What mechanisms and technologies will be used to control the descent and movement of the falcon 9 rocket's booster stage on its way to the landing pad?
Key phases in the launch-and-landing plan for SpaceX Falcon 9 rocket. Image credit: Jon Ross, NBC News.com
After the first stage main engine cutoff, cold gas N2 thrusters are used to rotate the booster into the direction of flight, they reignite 3 of the Merlin 1D engines. (With 9 in the Octaweb alignment, the center and two on either side of it allow a 'line' of engines to fire).
They use this to kill forward momentum. They continue arcing upwards (since vertical and horizontal momentum components are independent) until they start falling down again.
They then fire three Merlin 1D engines to control descent through the hypersonic regime as they hit thick enough atmosphere to be problematic.
Finally they use the hypersonic grid fins at the top of the upper stage, the cold gas N2 thrusters in combination to try and steer the booster to its target. Time will tell if they have sufficient control to hit a small target that's 300 feet long by 170 feet wide (91 by 52 meters) precisely enough for Falcon 9's leg span of about 70 feet (21 meters).
Once they approach their landing surface, in the last few seconds (10-30 seconds?) they re-ignite the central Merlin 1D to decelerate from terminal velocity to a landing. Hopefully down to 4.5 mph (7.2 km/h) at the time of touchdown, a number that was mentioned during the recent CRS-5 pre-launch news conference. If not, bad things happen.
The landing legs will deploy during the final burn, according to SpaceX representatives. Here is a rendered video of this whole launch profile, from launch to landing of the Falcon 9 first stage on the Autonomous Spaceport Drone Ship (ASDS):
7$\begingroup$ A note: that video isn't by SpaceX and contains some big inaccuracies. For example, at 1:40 it shows the second stage burning after stage separation (which'd result in a BOOM in real life). $\endgroup$– ceejayozJan 6, 2015 at 21:05
1$\begingroup$ @ceejayoz Also, the video bizarrely adds a couple of repeats into the music: 0:56-1:00 is repeated, as is 1:07-1:11. In the second case, you can clearly hear the join. $\endgroup$ Jan 6, 2015 at 23:30
$\begingroup$ @ceejayoz Why would an explosion occur because of this? $\endgroup$– PhizzyJan 7, 2015 at 13:56
2$\begingroup$ @user45874 Because the second stage would be thrusting forward, causing it to collide with the just-separated Dragon capsule. $\endgroup$– ceejayozJan 7, 2015 at 15:05
$\begingroup$ Yes, awesome video ruined by that one part! $\endgroup$ Nov 21, 2015 at 16:43
yes, lateral thrusts is the right keyword for this answer. Lateral thrusts has been introduced by Russia and US Ellon musk's spacex just copy/pasted it into their landing gear.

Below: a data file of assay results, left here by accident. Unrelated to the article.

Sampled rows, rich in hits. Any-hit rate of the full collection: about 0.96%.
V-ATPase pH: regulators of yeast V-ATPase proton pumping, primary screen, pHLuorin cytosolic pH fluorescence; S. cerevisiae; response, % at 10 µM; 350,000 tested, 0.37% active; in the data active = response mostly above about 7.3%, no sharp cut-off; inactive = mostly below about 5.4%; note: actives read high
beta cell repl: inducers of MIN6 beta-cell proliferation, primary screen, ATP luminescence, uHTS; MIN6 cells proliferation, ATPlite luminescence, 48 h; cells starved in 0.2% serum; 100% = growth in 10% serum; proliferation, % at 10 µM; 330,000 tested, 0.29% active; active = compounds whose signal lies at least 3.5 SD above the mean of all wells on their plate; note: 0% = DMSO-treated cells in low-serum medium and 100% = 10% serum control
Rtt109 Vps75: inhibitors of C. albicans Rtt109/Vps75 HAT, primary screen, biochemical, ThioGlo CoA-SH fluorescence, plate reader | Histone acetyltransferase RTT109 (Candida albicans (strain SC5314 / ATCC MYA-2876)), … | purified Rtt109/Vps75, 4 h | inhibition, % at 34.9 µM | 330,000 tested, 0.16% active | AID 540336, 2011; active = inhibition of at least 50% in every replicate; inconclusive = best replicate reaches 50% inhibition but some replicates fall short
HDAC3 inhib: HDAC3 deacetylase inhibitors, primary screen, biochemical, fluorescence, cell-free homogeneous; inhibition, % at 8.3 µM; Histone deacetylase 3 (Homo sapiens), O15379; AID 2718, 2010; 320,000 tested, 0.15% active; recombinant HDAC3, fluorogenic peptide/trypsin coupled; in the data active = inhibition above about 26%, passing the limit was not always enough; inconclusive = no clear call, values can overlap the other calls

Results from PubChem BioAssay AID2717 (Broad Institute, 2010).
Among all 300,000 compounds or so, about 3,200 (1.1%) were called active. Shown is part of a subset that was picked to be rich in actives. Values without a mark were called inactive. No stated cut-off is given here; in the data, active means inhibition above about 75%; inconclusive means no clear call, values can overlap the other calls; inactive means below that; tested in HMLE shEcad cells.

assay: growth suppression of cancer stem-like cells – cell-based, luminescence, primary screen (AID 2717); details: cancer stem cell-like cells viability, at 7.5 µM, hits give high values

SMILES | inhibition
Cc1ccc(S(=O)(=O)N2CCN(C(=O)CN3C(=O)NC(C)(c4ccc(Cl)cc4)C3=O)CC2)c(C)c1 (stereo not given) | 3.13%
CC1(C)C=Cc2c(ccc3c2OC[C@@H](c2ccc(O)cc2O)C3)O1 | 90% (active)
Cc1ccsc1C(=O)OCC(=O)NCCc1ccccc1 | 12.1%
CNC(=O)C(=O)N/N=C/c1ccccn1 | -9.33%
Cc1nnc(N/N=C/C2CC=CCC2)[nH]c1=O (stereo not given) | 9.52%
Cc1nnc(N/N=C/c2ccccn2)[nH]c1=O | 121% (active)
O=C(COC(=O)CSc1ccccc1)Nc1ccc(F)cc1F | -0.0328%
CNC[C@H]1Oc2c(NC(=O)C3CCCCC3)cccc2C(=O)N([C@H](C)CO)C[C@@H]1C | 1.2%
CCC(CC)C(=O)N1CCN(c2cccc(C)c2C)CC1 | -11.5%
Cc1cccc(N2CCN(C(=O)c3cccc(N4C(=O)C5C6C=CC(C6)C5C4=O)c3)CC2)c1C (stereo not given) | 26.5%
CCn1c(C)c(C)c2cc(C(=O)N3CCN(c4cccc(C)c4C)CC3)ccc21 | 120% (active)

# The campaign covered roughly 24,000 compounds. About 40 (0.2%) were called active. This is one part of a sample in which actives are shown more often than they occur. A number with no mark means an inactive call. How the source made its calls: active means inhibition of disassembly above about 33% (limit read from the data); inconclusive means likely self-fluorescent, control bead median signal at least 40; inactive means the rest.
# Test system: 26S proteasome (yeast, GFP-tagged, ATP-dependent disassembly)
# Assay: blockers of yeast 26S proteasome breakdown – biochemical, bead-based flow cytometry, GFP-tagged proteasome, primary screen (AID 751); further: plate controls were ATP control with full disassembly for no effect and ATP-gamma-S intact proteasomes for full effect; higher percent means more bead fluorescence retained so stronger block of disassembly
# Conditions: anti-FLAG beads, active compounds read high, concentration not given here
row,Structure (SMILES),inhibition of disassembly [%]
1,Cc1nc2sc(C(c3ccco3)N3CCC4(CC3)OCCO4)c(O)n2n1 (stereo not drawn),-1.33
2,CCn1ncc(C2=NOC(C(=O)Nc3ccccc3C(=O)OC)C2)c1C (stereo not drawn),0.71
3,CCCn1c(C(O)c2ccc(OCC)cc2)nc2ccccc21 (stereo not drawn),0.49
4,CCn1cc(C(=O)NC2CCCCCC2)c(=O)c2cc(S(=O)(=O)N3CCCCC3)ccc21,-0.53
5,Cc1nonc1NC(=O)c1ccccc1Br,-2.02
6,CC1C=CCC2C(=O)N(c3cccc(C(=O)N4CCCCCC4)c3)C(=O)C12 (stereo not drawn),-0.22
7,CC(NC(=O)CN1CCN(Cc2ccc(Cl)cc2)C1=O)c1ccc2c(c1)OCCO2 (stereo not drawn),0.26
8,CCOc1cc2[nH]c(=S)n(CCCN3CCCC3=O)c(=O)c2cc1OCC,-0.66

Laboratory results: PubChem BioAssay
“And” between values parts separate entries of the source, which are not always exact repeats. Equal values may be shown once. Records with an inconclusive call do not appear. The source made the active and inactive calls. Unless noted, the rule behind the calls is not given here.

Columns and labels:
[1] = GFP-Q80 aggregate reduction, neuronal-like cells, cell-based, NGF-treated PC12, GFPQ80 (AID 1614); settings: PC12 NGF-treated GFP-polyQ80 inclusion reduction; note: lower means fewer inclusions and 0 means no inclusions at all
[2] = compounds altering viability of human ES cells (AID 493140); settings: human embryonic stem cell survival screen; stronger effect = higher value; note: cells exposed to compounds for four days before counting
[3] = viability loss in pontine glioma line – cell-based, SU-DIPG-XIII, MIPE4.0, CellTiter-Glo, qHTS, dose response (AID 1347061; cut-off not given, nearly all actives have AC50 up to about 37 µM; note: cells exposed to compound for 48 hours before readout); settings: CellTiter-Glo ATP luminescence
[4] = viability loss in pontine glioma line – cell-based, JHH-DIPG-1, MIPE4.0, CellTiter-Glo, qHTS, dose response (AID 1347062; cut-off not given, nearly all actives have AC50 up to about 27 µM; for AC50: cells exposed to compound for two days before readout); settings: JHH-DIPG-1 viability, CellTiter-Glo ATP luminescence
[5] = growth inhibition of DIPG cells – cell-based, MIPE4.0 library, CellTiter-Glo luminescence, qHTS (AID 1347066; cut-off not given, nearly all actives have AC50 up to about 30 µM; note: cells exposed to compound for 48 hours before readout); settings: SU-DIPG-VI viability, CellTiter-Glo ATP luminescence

**at 0:02/0:08 : a procedure has been introduced named "lateral thrust", which turns it to right.
at 0:03/0:08 : a procedure has been introduced to stop it from further right.
at 0:04/0:08 : a full thursts procedure has been introduced to give it a right speed for the right side direction.**
Now this technique has been made public in late 2010 and these practices has been in action by Russia since late 2002 or 2003.
Ellon musk and spacex just copy/paste this "lateral thrusts" from Russians into their landing rockets and after several tests, rocket landed back with just addition of small step in a reverse engineering fashion.
control theory has no deep applications in Ellon musk's spacex, but what they do is copy/paste from other countries allied or core disciplines and do experiment to keep success in public eye and whatever they show to public, has been well experimented by other nations a lot long earlier.
$\begingroup$ Lateral thrust is not new. All rockets since the R-7 used to launch Sputnik 1 use reaction control rockets to change their attitude. Its application to military missiles is more recent (most use vectored thrust or aerodynamic controls instead). $\endgroup$ Feb 19, 2018 at 16:08
$\begingroup$ before this, lateral thurst was not part of landing rockets. Spacex incremented this very step in the landing which in actual is simply reverse engineering.. $\endgroup$– armaghanFeb 19, 2018 at 16:20
$\begingroup$ Lateral thrust was used on the Apollo Moon landings. $\endgroup$ Feb 19, 2018 at 16:28
$\begingroup$ yes, moon landing but was not part of rocket landing back to earth surface. Its a simple inverse use of thrusts in landing rocket back to earth surface. $\endgroup$– armaghanFeb 19, 2018 at 16:33
$\begingroup$ The RCS is used in the exoatmospheric phase of the landing. After reentry, course corrections are done by gimbaling the main engines plus use of the grid fins. The RCS seems to be unused until the last few seconds of the landing, when speeds drops below a value where the grid fins are effective. $\endgroup$ Feb 19, 2018 at 16:44